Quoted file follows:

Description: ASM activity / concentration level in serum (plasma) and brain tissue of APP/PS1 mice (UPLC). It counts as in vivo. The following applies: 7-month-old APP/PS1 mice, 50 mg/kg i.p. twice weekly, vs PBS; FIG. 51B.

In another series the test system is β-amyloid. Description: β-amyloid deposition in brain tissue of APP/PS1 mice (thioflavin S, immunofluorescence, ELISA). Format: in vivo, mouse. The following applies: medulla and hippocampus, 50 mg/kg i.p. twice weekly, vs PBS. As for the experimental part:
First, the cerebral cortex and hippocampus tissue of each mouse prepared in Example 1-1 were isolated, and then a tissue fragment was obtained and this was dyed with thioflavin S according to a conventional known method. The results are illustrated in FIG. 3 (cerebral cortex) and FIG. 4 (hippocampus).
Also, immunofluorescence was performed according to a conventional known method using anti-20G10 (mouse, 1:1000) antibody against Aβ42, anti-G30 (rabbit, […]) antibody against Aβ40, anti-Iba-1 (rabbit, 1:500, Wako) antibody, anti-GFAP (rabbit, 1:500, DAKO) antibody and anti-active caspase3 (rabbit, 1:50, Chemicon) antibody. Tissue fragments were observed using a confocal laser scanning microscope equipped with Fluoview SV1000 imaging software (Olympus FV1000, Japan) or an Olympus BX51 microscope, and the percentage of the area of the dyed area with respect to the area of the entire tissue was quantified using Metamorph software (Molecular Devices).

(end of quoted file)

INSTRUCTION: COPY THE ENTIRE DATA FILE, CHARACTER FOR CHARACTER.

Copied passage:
Description: ASM activity / concentration level in serum (plasma) and brain tissue of APP/PS1 mice (UPLC). It counts as in vivo. The following applies: 7-month-old APP/PS1 mice, 50 mg/kg i.p. twice weekly, vs PBS; FIG. 51B.

In another series the test system is β-amyloid. Description: β-amyloid deposition in brain tissue of APP/PS1 mice (thioflavin S, immunofluorescence, ELISA). Format: in vivo, mouse. The following applies: medulla and hippocampus, 50 mg/kg i.p. twice weekly, vs PBS. As for the experimental part:
First, the cerebral cortex and hippocampus tissue of each mouse prepared in Example 1-1 were isolated, and then a tissue fragment was obtained and this was dyed with thioflavin S according to a conventional known method. The results are illustrated in FIG. 3 (cerebral cortex) and FIG. 4 (hippocampus).
Also, immunofluorescence was performed according to a conventional known method using anti-20G10 (mouse, 1:1000) antibody against Aβ42, anti-G30 (rabbit, […]) antibody against Aβ40, anti-Iba-1 (rabbit, 1:500, Wako) antibody, anti-GFAP (rabbit, 1:500, DAKO) antibody and anti-active caspase3 (rabbit, 1:50, Chemicon) antibody. Tissue fragments were observed using a confocal laser scanning microscope equipped with Fluoview SV1000 imaging software (Olympus FV1000, Japan) or an Olympus BX51 microscope, and the percentage of the area of the dyed area with respect to the area of the entire tissue was quantified using Metamorph software (Molecular Devices).